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QuoteOriginally posted by Laurentiu Cristofor Quote
That confirms a suspicion I had. With the K-7, Pentax moved to a different DR system that was vibrating the filter rather than shaking the sensor. I suspected that it was more effective, but I couldn't make a fair comparison, because I used the K10D differently than the K-7.
If I recall correctly, the K-x/r had the other system for dust removal. I did use the Rocket blower a LOT more regularly with them than with the K-5. I don't think I have changed lens changing habits or environments, so the newer system seems to be that much better.
01-11-2013, 05:54 PM   #10
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Over the years, I've used all manner of blowers and such in my (mostly feeble attempts) to remove all the dust from my camera's sensor. Most of the time, I found that all I was really doing was to move the dust around inside the camera. And it always managed to find its way back onto the sensor.

I've also found the "sensor shake" features on the newer Pentax cameras may be a great Madison Avenue selling point, but it is nigh on useless in practice. It simply doesn't work.

In the last few years, I've had great luck with a thing called an "Arctic Butterfly" from and outfit called "Visible Dust" in Canmore, Alberta.

Their Arctic Butterfly thingie works by spinning a (specially designed, VERY soft) brush attached to a battery-powered unit which gives the brush a light static charge. Then, you pass the brush (gently) over the sensor and (quickly) pull it back out of the camera. The static charge on the brush sucks up the dust. You then spin the brush again. This gets rid of the dust you've accumulated on the brush during your first pass as well as giving it a "re-charge" if you want to go for a second pass. Usually one or two spins and passes over the sensor is quite enough.

This (dry) approach prevents inadvertent smearing of leftover solvent from other approaches on the sensor. As a result, my Arctic Butterfly has now become an essential part of my camera gear and goes with me wherever and whenever I shoot.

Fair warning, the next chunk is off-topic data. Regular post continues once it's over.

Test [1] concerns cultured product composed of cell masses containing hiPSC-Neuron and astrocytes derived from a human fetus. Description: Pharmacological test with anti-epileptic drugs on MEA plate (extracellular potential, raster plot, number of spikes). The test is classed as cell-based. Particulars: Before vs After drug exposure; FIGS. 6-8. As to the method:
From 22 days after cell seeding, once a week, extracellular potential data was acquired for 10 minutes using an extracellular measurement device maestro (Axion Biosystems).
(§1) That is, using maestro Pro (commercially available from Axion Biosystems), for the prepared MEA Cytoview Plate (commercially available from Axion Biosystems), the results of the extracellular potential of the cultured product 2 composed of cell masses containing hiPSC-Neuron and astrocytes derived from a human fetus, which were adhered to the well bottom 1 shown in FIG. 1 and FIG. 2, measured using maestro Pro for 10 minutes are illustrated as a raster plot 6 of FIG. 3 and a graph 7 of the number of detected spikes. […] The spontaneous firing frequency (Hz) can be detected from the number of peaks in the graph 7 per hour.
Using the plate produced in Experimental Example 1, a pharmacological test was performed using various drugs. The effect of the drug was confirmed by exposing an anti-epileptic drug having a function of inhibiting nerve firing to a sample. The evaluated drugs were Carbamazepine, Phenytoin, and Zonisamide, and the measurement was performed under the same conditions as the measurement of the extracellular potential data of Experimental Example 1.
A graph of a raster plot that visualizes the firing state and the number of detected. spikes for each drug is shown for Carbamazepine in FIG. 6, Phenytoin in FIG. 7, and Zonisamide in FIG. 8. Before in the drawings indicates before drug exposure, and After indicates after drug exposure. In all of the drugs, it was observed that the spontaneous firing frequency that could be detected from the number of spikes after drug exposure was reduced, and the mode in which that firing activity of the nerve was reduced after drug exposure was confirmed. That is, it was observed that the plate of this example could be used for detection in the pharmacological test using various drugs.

For those interested, here's a link to a You Tube video.

Last edited by KB1SFVE3; 01-11-2013 at 06:00 PM.
01-11-2013, 06:42 PM   #11
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Wow, that looks effective but terrifying (especially with Pentax floating sensor) and extremely time wasting. First two hours of wait for the first layer and half an hour for the second one if I heard correctly.
01-11-2013, 06:51 PM   #12
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QuoteOriginally posted by KB1SFVE3 Quote
Over the years, I've used all manner of blowers and such in my (mostly feeble attempts) to remove all the dust from my camera's sensor. Most of the time, I found that all I was really doing was to move the dust around inside the camera. And it always managed to find its way back onto the sensor.

I've also found the "sensor shake" features on the newer Pentax cameras may be a great Madison Avenue selling point, but it is nigh on useless in practice. It simply doesn't work.

In the last few years, I've had great luck with a thing called an "Arctic Butterfly" from and outfit called "Visible Dust" in Canmore, Alberta.

Their Arctic Butterfly thingie works by spinning a (specially designed, VERY soft) brush attached to a battery-powered unit which gives the brush a light static charge. Then, you pass the brush (gently) over the sensor and (quickly) pull it back out of the camera. The static charge on the brush sucks up the dust. You then spin the brush again. This gets rid of the dust you've accumulated on the brush during your first pass as well as giving it a "re-charge" if you want to go for a second pass. Usually one or two spins and passes over the sensor is quite enough.